|dc.description.abstract||Xylanases (EC 22.214.171.124) are glycosyl hydrolases that catalyze the hydrolysis of internal β-1,4 glycosidic bonds of xylan backbones, and have potential economical and environment friendly applications in the paper pulp, food, animal feed, detergent industries, bio-ethanol and bio-energy production systems. A xylanase from Bacillus sp. NG-27 (BSX), which is an extracellular endoxylanase, belonging to glycosyl hydrolase family 10 (GH10), shows optimum activity at a temperature of 70 °C and at a pH 8.5. It has a (β/α)8-triosephosphate isomerase (TIM) barrel fold, which has been studied concerning its function, structural properties, design and evolution. BSX, apart from thermo-alkalophilic features, shows resistance to SDS denaturation and protease K degradation. Hence, BSX serves as an important model system for fundamental understanding of the structure-stability-evolution relations of the ubiquitous TIM barrel fold. While the factors responsible for the thermal stability of GH10 xylanases have been analyzed, the improvement of thermostability of already thermostable enzymes is an important challenge. In general, there are large differences in optimal temperature (Tm) between hyperthermostable proteins with respect to their mesophilic homologs, indicating considerable scope available for introducing novel protein engineering approaches to improve protein stability. Thermostability and thermotolerance are of particular importance for industrial enzymes, because higher operating temperatures allow higher reactivity, higher bioavailability, higher process yield, lower viscosity, and reducing the risk of contamination. Thus, finding enzymes that can function at high temperatures has immense industrial importance and constitutes an active area of research.
Earlier studies on enzymatic activity and thermostability of a recombinant BSX (RBSX) with different extreme N-terminus mutants by biochemical/biophysical methods showed that a single amino acid substitution (Val1→Leu) markedly enhanced the thermostability of recombinant xylanase from 70 °C to 75 °C without compromising its catalytic activity and showed higher cooperativity in the thermal unfolding transition. Conversely, substitution of Val1→Ala (V1A) at the same position decreased the stability of the protein from 70 °C to 68 °C. Furthermore, it was observed that substitution of Phe4 by Ala decreased the stability by ~4 °C whereas substitution of Trp6→Ala and Tyr343→Ala decreased the stability by ~10 °C with respect to RBSX. On the other hand, substitution of Phe4 by another aromatic residue Trp (F4W) did not change the stability and activity of RBSX. However, structural details were not available at that time, precluding any structure-based rationalization of stability changes resulting from a single amino acid substitution.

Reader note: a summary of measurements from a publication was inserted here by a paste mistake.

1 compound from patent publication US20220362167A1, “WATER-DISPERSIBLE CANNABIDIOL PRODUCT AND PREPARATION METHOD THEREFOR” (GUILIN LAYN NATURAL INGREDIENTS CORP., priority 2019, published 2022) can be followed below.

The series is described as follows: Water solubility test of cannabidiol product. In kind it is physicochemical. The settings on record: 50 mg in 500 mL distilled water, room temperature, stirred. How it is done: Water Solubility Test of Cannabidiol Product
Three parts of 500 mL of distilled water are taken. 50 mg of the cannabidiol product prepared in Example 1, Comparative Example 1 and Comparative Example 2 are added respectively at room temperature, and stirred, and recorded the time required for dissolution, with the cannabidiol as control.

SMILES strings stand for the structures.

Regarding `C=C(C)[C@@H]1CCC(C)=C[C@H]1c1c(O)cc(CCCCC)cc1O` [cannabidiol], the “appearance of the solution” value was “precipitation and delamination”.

The thesis reports the crystal structures of a recombinant xylanase from Bacillus sp. NG-27 (RBSX) and its various N-terminal and C-terminal mutants namely V1A, V1L, F4A, F4W, W6A, and Y343A. The crystal structure of RBSX (PDB ID: 4QCE) was solved at a resolution of 2.35 Å whereas those of V1A mutant (PDB ID: 4QCF) and V1L mutant (PDB ID: 4QDM) were solved at a resolution of 2.26 Å and 1.99 Å respectively. On the other hand, the crystal structure of F4A was solved at a resolution of 2.23 Å whereas F4W, W6A, and Y343A mutants were solved at a resolution of 2.22 Å, 1.67 Å, and 2.30 Å respectively. The availability of experimentally determined RBSX structure and its various mutant structures has enabled a critical examination including from a network perspective, of factors influencing thermal stability.
The crystal structures in combination with computational analysis have provided valuable insights into the structural features that govern protein thermostability. The thesis candidate established a link between N-terminal to C-terminal contacts and RBSX thermostability. The study reveals that augmenting N-terminal to C-terminal noncovalent interactions is associated with enhancement of the stability of the enzyme. Perhaps, for the first time, the study provides a network perspective of N-terminal to C-terminal interactions and shows that the stabilizing interactions are not restricted to terminal regions but propagate to different parts of the protein structure. Furthermore, analysis of structures of different aromatic mutants of RBSX and structural bioinformatics studies were combined to understand the role of long-range aromatic cluster in the form of 'aromatic-clique' in the thermal stabilization of proteins. The results highlight an additional source of stability in thermophilic proteins, which could arise due to the prevalence of aromatic-cliques. In addition, the work exemplifies the experimental evidence specifically through long-range aromatic clique, in reiterating the role of interactions between N- and C-termini in protein stabilization.